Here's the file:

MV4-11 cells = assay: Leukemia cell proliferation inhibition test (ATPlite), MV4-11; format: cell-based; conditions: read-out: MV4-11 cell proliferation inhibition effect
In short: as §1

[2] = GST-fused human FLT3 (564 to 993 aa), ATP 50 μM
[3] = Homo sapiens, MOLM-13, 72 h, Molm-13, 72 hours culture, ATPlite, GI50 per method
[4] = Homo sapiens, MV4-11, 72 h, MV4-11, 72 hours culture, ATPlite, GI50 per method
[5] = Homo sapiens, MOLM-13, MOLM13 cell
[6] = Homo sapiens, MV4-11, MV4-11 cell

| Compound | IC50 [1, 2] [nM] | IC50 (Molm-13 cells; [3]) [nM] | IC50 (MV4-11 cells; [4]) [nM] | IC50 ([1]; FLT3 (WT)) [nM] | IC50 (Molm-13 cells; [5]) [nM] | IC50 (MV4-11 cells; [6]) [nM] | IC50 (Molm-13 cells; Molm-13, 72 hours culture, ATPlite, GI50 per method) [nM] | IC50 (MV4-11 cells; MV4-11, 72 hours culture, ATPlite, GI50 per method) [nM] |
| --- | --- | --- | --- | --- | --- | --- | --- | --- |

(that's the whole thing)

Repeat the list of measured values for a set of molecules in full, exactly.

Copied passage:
MV4-11 cells = assay: Leukemia cell proliferation inhibition test (ATPlite), MV4-11; format: cell-based; conditions: read-out: MV4-11 cell proliferation inhibition effect
In short: as §1

[2] = GST-fused human FLT3 (564 to 993 aa), ATP 50 μM
[3] = Homo sapiens, MOLM-13, 72 h, Molm-13, 72 hours culture, ATPlite, GI50 per method
[4] = Homo sapiens, MV4-11, 72 h, MV4-11, 72 hours culture, ATPlite, GI50 per method
[5] = Homo sapiens, MOLM-13, MOLM13 cell
[6] = Homo sapiens, MV4-11, MV4-11 cell

| Compound | IC50 [1, 2] [nM] | IC50 (Molm-13 cells; [3]) [nM] | IC50 (MV4-11 cells; [4]) [nM] | IC50 ([1]; FLT3 (WT)) [nM] | IC50 (Molm-13 cells; [5]) [nM] | IC50 (MV4-11 cells; [6]) [nM] | IC50 (Molm-13 cells; Molm-13, 72 hours culture, ATPlite, GI50 per method) [nM] | IC50 (MV4-11 cells; MV4-11, 72 hours culture, ATPlite, GI50 per method) [nM] |
| --- | --- | --- | --- | --- | --- | --- | --- | --- |